Remembering Turn to Rule, the little blazed-faced chestnut, that could

May 22, 2014 | ASD History

Turn To Rule with Linda Wedge, July 20, 1980. Larry Bird up.

Turn To Rule in the Winner’s Circle at ASD with Linda Wedge. July 20, 1980. Larry Bird up.

by Bob

Turn to Rule’s Jockey Club registration papers described his distinctive blaze as “a large irregular star and connected stripe,” but what really differentiated the multiple stakes winner from so many of his rivals at Assiniboia Downs were his size and his nine-year career as a racehorse.

Physically, Turn to Rule was a small, gorgeous chestnut. He was barely 15 hands, but his confident presence on the track defied his size. He always acted like he was the biggest and best when he stepped onto the racetrack, where somehow he appeared to grow taller.

Turn to Rule found his way to the Downs after being purchased by trainer Clayton Gray and his partner Wayne Jacobson for $7,200 at the 1972 Keeneland September Yearling Sale. Few horsemen are more gifted than Gray when it comes to picking out horses, and Gray and Jacobson campaigned “Ruler” from 1973 to 1975, compiling a record of 8-5-2 from 21 starts.

In 1974, as a 3-year-old, Turn to Rule won the Minnesota Derby and then faced older horses as a longshot in the Assiniboia Downs Gold Cup. He prevailed in the Gold Cup and paid a handsome $24.50 to win. At the HBPA Awards dinner in May 1975, Turn to Rule was named Manitoba’s Horse of the Year.

Turn to Rule’s 4-year-old season was disappointing, while at the same time Gray and Jacobson were looking for land to develop. Les and Iris Wedge had land near the Downs that they were looking to sell and a deal was struck. The land was sold for an undisclosed sum, with the Wedge’s receiving the 5-year-old Turn to Rule and a 2-year-old named Mighty Mike as a down payment.

Les Wedge said it was best deal he ever made. Turn to Rule flourished in Wedge’s barn, where he was treated like a member of the family. He won numerous allowance races and accented those wins with victories in the 1976 R. James Speers Memorial Handicap and the 1978 Canada Day Handicap.

Jockey Larry Bird rode Turn to Rule for the Wedge family, and rated “Big Red,” as he affectionately referred to him, as one of the best horses he ever rode. Speaking about Turn to Rule’s size one day, Larry’s wife Sandra told him if there wasn’t room to go around a horse he could always go underneath it.

Turn to Rule wins the 1976 R J Speers Memorial Handicap at Assiniboia Downs. July 31, 1976.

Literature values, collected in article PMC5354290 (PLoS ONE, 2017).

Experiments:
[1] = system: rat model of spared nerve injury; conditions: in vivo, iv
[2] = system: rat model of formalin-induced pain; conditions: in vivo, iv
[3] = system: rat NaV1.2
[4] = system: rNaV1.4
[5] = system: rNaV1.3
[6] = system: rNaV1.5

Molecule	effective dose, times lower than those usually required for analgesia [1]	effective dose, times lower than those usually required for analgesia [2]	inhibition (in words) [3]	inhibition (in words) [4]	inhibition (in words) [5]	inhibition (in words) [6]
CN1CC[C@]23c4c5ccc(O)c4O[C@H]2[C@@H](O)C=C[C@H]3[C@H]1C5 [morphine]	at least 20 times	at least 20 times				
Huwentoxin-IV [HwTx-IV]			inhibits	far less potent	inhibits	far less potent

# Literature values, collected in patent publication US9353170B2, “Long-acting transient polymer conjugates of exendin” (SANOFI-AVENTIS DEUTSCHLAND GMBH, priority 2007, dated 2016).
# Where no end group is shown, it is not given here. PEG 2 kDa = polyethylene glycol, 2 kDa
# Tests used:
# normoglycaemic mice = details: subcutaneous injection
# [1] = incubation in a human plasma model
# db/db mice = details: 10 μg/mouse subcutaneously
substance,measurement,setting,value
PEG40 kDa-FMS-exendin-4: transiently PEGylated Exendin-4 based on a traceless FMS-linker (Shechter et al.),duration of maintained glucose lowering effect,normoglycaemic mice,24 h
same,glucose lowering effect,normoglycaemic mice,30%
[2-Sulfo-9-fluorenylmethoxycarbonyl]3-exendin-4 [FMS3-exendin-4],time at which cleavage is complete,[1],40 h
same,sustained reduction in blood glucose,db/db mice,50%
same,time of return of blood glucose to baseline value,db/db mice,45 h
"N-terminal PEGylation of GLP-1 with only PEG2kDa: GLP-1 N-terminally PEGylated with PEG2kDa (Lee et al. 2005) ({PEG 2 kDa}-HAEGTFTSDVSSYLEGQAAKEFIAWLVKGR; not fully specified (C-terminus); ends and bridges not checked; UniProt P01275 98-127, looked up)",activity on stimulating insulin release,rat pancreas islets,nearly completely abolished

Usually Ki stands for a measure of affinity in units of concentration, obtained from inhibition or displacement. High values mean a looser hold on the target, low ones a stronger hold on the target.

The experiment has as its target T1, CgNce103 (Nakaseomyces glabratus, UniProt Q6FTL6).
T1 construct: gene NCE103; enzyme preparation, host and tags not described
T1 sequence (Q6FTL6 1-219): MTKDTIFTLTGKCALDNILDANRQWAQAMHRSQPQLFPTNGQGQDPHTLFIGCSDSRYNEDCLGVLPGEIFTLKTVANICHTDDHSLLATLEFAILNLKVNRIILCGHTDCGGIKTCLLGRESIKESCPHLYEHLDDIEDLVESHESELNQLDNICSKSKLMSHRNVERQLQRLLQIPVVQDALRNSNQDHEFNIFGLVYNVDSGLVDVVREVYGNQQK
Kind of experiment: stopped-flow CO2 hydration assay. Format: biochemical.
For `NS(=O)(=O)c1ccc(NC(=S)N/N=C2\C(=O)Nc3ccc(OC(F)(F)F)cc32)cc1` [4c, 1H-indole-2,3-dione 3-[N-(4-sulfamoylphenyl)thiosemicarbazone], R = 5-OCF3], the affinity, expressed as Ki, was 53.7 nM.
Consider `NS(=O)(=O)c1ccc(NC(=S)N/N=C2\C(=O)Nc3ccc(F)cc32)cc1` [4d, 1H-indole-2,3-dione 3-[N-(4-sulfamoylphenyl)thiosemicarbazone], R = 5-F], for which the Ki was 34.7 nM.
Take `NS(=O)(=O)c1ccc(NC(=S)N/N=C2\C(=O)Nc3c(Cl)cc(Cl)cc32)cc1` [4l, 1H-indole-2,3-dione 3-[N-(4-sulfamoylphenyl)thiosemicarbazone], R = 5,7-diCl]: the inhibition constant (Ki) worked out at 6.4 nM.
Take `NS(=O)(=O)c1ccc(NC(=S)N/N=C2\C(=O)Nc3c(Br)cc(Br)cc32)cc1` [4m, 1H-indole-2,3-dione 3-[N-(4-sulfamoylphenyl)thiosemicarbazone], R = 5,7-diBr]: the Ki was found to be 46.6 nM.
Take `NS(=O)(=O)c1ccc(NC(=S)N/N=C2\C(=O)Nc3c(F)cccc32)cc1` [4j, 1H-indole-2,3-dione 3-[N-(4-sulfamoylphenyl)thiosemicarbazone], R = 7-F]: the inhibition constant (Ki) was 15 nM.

Turn to Rule wins the R J Speers Memorial Handicap at Assiniboia Downs. July 31, 1976.

In the mid 1970s Turn to Rule battled and defeated some of the best horses ever seen at the Downs, including Victor’s Pride, Lexico, Macale, Federal Ruler, Mood E Me, Island Fling, Icy Welcome and Merry’s Jay. In June 1977 he was named the Manitoba HBPA Best Older Horse.

Veteran horseman Gary Danelson once claimed a horse out of one of Turn to Rule’s races for $14,000. After the race, he said he knew he didn’t get the best horse, but he also knew he just couldn’t pay $14,000 for a 10-year-old — high praise from the Downs’ all-time leading trainer.

Turn to Rule’s final appearance in a race came on October 3, 1981, when he took a bad step and injured himself. He was retired to Wedge’s family farm in Rosser just off Highway 6, but the easy life wasn’t for him. He hated not being able to compete. He just wasn’t himself on the farm. He wanted to race again.

In the spring of 1982, Wedge tested him to see if a comeback was possible. Bird mounted his old friend and took him for one last ride. He could still move like the wind, but Bird could tell he just wasn’t right. He’d still run his heart out for you, but at the age of 11, the risk of injuring himself again was just too high.

Les Wedge passed away in 2005, but I had the pleasure of meeting with Iris Wedge and her daughter Darlene. They spoke so proudly of “Ruler,” just the way you would expect loved ones to talk about a member of the family who was gone. They told me how Turn to Rule was such a proud horse, and that he loved to have his picture taken in the Winner’s Circle after his races. For him, it was just another part of the race. Iris and Les’s daughter Linda cared for Turn to Rule, and Iris took great care to explain how Linda and Ruler loved each other.

Whether you knew him as Turn to Rule, the Ruler or Big Red, he was always the little chestnut with the big heart, that defied the odds to become a champion even at the age of 10, when he won five of 10 starts.

Turn to Rule is buried at Wedge’s farm in Rosser, and he is fondly remembered as one of the greatest horses ever to race at Assiniboia Downs, by both family and fans. He truly was, the “little blazed-faced chestnut.”

That could.